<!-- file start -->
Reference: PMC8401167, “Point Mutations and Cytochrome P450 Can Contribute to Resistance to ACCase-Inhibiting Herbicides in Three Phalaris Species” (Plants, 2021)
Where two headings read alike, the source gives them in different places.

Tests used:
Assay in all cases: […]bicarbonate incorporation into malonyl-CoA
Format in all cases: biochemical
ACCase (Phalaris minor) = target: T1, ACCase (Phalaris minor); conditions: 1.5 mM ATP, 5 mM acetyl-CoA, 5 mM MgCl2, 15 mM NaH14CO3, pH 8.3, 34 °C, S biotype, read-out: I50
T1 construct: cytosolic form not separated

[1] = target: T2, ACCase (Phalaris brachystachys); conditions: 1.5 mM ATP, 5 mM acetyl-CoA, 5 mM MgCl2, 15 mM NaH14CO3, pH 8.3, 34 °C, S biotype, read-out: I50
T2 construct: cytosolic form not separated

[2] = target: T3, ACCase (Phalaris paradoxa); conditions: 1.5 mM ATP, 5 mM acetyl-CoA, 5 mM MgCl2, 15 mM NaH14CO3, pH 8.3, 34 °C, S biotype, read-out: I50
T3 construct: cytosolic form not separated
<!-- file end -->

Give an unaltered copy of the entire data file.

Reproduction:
Reference: PMC8401167, “Point Mutations and Cytochrome P450 Can Contribute to Resistance to ACCase-Inhibiting Herbicides in Three Phalaris Species” (Plants, 2021)
Where two headings read alike, the source gives them in different places.

Tests used:
Assay in all cases: […]bicarbonate incorporation into malonyl-CoA
Format in all cases: biochemical
ACCase (Phalaris minor) = target: T1, ACCase (Phalaris minor); conditions: 1.5 mM ATP, 5 mM acetyl-CoA, 5 mM MgCl2, 15 mM NaH14CO3, pH 8.3, 34 °C, S biotype, read-out: I50
T1 construct: cytosolic form not separated

[1] = target: T2, ACCase (Phalaris brachystachys); conditions: 1.5 mM ATP, 5 mM acetyl-CoA, 5 mM MgCl2, 15 mM NaH14CO3, pH 8.3, 34 °C, S biotype, read-out: I50
T2 construct: cytosolic form not separated

[2] = target: T3, ACCase (Phalaris paradoxa); conditions: 1.5 mM ATP, 5 mM acetyl-CoA, 5 mM MgCl2, 15 mM NaH14CO3, pH 8.3, 34 °C, S biotype, read-out: I50
T3 construct: cytosolic form not separated